Pfizer and AstraZeneca have rejected claims from NHS England that there will be a “significant reduction” in vaccine supplies next month, with both companies stating that they are on course to meet their delivery targets.
A letter sent by NHS England to vaccination centres on Wednesday warned that the country is expecting to face “a significant reduction in weekly supply available from manufacturers beginning in the week commencing 29 March” due to shortfalls from manufacturers.
UK Health Secretary Matt Hancock seemed to confirm the concerns, at least on a temporary basis, during a press conference on Wednesday, accepting there will be “ups and downs” with supply levels and the process was always expected to be “lumpy.”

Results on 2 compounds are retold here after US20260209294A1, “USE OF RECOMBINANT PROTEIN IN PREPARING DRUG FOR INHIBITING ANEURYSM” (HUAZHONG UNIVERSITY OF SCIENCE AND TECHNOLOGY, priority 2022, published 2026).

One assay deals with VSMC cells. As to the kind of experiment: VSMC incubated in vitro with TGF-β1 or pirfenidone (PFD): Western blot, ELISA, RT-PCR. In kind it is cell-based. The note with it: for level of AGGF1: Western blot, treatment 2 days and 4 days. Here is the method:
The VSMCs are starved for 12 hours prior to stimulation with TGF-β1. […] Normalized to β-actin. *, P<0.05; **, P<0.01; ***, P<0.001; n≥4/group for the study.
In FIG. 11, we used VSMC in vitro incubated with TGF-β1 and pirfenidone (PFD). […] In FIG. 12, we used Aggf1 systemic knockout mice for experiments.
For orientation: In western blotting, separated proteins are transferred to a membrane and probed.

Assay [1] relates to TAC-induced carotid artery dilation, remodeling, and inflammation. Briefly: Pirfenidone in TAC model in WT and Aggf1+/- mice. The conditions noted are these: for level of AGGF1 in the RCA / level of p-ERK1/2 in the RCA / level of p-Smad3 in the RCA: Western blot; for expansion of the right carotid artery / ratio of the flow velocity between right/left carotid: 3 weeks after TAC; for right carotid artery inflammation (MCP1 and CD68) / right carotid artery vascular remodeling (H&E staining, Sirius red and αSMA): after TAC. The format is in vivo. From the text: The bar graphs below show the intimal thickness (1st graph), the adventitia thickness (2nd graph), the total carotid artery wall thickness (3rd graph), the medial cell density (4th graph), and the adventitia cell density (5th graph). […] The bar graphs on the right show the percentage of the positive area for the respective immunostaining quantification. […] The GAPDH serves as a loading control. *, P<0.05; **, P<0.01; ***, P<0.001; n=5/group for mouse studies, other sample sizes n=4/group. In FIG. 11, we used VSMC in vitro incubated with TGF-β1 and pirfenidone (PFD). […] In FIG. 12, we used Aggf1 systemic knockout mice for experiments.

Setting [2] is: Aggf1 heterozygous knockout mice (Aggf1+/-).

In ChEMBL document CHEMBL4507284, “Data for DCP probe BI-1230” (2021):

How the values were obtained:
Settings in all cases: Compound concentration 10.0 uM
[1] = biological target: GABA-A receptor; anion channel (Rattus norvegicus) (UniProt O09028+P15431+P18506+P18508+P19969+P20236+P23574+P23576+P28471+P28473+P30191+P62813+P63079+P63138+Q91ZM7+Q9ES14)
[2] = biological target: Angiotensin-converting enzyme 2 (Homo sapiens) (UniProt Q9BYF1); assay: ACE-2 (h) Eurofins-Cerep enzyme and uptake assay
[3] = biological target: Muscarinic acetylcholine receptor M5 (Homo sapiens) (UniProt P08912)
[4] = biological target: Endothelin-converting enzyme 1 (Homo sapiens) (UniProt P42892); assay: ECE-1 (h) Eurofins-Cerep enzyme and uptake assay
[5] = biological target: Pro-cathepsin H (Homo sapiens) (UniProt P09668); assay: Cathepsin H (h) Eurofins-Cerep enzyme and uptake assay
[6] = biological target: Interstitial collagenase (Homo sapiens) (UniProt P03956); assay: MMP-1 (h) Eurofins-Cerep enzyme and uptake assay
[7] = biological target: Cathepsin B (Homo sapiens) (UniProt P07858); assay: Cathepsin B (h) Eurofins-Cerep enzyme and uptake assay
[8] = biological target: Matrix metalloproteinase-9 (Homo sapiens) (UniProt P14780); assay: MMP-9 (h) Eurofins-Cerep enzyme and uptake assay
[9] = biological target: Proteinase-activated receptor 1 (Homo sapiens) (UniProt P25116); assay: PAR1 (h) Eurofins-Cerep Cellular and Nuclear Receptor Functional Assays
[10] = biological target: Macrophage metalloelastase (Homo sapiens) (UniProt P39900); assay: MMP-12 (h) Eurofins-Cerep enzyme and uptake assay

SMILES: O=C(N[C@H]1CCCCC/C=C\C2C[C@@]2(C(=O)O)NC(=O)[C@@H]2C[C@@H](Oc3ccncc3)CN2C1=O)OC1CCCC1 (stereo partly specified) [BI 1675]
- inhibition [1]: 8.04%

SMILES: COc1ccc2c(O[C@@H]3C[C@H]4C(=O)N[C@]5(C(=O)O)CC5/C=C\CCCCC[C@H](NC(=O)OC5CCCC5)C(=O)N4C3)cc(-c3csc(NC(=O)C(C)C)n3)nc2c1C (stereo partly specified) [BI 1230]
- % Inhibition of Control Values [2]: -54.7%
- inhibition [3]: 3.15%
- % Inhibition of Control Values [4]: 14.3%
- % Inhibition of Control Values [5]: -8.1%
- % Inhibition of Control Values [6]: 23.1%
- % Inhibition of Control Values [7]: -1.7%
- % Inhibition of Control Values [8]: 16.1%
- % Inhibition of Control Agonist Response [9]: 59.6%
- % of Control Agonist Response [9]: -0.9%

While NHS England’s letter did not specifically name Pfizer and AstraZeneca as the source of the vaccine shortage, the two companies strongly refuted any suggestion that there will be a disruption in their supplies.
“Our UK domestic supply chain is not experiencing any disruption and there is no impact on our delivery schedule,” AstraZeneca said.
Pfizer’s statement declared that the company “can confirm that Q1 deliveries remain on track and continue to progress in line with the monthly schedule, agreed in advance with the Vaccines Taskforce.”
The Department of Health, seemingly siding with the drug companies over NHS England, responded to the statements from Pfizer and AstraZeneca by saying the UK remains “on track to offer a first vaccine to over 50s by 15 April and all adults by 31 July”.
The concerns around potential delays to vaccine supplies came after the European Commission’s president warned that it could block exports “to countries who have higher vaccination rates than us,” in a statement seen as a shot at the UK.
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